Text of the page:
Spring 2005, 33.1
Abstract for Composition Studies 33.1
Sirc, Geoffrey. "Composition's Eye/Orpheus's Gaze/Cobain's Journals." Composition Studies (33.1): 11-30.
Kurt Cobain's Journals, in the expressive quality of their form and content, cause one to wonder just why the journal has fallen out of fashion in contemporary composition. Certainly, earlier compositionists in our field saw the journal as a crucial tool for learning to write. And critical theorists (e.g., Maurice Blanchot) find the journal significant in helping create a literary space for the writer. In this article, I address this issue, looking at Cobain and other journal-writers (Joseph Cornell and a couple of my students) to give us pause as regards the daybook's elision from our curriculum.
Mastrangelo, Lisa S., and Victoria Tischio. "Integrating Writing, Academic Discourses, and Service Learning: Project Renaissance and School/College Literacy Collaborations." Composition Studies (33.1): 31-53.
"Integrating Writing, Academic Discourses, and Service Learning: Project Renaissance and School/College Literacy Collaborations” discusses a year-long general education program for first-year students that integrated disciplinary learning with a pen pal project in light of the goals of critical pedagogy and service-learning. The program aimed at providing connecting students’ lived experiences in the pen pal project with academic knowledges in order to increase their critical awareness of literacy as a complex social ability that is highly implicated social formations, such as individual opportunity and equity. The pen pal project, which involved a group of first-year college students at a northeastern state university and kindergarten, first, and second graders from a local public elementary school, helped ground the academic concepts studied in three disciplinary modules (biology, sociology, and philosophy) in experience through the college students' interactions (face-to-face and text-mediated) with their pen pals. College and elementary students, alike, found increased motivation toward literacy through the pen-pal exchanges. Additionally, this team-taught, writing-intensive year-long course encouraged the college students to write with the local community and to work towards developing a critical consciousness of the world around them.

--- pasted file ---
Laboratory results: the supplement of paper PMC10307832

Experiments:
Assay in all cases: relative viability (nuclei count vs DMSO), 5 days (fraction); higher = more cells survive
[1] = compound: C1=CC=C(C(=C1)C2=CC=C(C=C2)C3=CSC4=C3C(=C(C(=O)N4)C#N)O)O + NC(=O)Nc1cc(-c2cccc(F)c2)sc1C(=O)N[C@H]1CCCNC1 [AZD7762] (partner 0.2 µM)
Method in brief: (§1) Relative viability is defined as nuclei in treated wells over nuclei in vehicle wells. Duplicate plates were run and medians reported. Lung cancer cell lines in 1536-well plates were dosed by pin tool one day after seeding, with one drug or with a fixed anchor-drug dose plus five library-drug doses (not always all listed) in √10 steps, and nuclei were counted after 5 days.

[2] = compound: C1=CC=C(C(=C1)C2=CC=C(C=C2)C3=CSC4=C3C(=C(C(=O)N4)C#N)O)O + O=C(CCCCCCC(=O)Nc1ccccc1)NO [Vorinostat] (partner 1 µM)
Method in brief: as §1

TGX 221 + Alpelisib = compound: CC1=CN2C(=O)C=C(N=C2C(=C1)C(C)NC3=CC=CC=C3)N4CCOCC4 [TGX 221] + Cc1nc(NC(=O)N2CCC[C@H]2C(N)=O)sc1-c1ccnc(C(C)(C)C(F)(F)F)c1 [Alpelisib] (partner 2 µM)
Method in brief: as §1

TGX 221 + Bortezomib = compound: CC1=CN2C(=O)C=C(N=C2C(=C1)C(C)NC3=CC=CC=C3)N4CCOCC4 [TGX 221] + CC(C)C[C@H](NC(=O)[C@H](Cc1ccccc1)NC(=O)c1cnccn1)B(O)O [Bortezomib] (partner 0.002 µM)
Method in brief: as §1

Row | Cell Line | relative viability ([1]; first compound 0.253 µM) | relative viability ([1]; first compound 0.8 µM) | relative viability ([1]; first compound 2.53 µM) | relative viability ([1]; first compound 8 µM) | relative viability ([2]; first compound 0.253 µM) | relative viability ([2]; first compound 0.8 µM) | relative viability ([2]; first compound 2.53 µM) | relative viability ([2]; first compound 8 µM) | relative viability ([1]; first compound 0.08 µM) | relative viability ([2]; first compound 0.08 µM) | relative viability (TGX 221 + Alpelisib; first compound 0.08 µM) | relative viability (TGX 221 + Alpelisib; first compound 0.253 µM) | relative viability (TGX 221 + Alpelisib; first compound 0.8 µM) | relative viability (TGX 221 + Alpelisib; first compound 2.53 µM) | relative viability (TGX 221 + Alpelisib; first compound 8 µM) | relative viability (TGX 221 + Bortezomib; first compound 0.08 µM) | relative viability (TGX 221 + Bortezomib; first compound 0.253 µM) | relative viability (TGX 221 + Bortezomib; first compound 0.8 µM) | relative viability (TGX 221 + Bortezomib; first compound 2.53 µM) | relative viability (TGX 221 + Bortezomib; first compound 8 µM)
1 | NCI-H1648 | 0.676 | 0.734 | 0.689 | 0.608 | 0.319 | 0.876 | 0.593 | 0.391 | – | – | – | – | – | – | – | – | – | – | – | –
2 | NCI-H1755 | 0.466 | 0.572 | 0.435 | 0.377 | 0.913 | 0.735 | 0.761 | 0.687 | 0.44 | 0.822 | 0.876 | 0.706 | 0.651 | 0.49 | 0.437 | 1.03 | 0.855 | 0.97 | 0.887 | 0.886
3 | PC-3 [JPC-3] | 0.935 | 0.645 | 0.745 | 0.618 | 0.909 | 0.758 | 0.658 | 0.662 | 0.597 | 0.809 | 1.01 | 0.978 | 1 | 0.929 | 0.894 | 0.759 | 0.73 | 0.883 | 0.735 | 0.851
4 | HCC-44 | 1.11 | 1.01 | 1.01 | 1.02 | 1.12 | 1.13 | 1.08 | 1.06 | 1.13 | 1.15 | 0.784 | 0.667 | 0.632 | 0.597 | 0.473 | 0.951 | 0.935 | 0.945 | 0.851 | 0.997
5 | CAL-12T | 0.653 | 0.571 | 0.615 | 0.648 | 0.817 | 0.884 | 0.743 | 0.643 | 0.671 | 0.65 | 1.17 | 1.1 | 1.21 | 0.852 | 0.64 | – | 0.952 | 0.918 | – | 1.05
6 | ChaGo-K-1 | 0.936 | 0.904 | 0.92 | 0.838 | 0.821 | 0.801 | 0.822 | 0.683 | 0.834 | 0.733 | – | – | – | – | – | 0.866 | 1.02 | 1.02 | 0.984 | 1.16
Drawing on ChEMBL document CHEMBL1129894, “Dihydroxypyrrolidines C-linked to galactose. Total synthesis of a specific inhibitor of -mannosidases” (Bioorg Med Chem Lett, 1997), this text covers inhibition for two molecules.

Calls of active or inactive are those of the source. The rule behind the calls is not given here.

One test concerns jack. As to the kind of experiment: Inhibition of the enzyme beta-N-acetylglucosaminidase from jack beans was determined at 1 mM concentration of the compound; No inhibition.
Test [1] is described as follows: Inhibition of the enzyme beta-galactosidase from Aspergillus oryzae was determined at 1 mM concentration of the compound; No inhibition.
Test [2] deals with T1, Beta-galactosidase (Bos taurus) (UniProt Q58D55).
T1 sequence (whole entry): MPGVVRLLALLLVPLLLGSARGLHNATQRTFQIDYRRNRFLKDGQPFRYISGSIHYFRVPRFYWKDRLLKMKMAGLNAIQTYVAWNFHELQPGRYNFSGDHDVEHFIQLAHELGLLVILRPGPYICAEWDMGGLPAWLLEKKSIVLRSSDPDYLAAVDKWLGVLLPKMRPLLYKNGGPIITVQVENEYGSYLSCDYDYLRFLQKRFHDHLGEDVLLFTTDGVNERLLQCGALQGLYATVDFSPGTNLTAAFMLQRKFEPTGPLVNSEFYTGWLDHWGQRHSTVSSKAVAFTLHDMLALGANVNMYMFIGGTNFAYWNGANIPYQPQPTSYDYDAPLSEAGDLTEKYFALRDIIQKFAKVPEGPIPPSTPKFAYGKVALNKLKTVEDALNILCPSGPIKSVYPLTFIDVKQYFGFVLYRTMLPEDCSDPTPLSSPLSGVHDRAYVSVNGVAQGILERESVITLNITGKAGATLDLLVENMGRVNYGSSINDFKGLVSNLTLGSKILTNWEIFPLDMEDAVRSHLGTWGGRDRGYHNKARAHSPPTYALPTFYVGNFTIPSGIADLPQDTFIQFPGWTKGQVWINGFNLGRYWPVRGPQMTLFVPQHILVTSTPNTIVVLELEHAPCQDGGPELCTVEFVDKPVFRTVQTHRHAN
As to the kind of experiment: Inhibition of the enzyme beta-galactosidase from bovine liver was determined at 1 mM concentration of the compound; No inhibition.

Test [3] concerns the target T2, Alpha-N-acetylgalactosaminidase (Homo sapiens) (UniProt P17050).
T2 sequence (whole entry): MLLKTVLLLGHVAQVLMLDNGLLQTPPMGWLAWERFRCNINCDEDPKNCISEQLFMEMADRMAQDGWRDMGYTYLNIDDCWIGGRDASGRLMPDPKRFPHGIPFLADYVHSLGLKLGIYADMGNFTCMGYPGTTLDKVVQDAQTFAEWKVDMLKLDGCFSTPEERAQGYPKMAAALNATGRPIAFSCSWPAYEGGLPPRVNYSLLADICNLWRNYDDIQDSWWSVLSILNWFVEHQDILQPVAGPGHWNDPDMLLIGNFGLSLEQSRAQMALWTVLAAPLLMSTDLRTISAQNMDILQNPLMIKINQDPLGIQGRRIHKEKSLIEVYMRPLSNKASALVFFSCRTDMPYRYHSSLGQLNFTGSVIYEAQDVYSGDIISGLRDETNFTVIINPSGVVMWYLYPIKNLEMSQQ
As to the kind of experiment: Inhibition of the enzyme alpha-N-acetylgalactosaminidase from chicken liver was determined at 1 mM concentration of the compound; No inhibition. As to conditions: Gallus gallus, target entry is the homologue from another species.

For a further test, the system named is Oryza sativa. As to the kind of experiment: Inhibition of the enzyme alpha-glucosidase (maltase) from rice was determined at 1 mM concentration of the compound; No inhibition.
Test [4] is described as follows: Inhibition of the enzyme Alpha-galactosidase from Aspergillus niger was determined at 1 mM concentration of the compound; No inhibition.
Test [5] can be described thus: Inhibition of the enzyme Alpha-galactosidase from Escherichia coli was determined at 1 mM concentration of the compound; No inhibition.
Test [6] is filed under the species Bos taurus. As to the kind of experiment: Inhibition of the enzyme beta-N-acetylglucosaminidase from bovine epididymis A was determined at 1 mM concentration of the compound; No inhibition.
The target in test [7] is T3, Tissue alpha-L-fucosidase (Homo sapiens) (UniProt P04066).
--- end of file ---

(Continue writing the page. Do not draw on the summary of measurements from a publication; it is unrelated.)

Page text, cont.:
This article challenges the rebirth narrative traditionally attributed to Composition Studies and the date 1963. By revisiting specific media-oriented moments excluded from that narrative, the article discovers important moments ignored by Composition Studies regarding technological innovation and rhetorical production. The article argues that the failure to recognize these missing moments has generated broad consequences for how Composition Studies defines writing and technology today. To work with technology and writing involves breaking out of the traditional 1963 narrative and working from the moments not yet studied.
This essay describes a special topics creative writing course designed for nursing students, and argues that creative writing strategies work to improve nurses' compositional skills. Also discussed are other potential benefits from creatively writing patients' lives, notably, the blending of arts and sciences, and the ways in which medical schools are encouraging their students to study the humanities, especially literature and creative writing. Essay includes student creative writing samples.
"English 401: Composition IV: Theory and Research" is designated in the Elmhurst College catalogue as “a writing course that introduces students to the scholarly field of composition studies.” It is part of a series of courses for English majors pursuing a degree with “Writing Emphasis,” for students seeking teacher certification, or for any interested upper-level students who have completed an advanced writing course beyond the traditional first-year composition sequence. Elmhurst College, located in the western suburbs of Chicago, is a four-year, comprehensive, liberal arts college (granting bachelor and masters degrees) with approximately 2,550 students, including traditional, non-traditional, resident, and commuter students.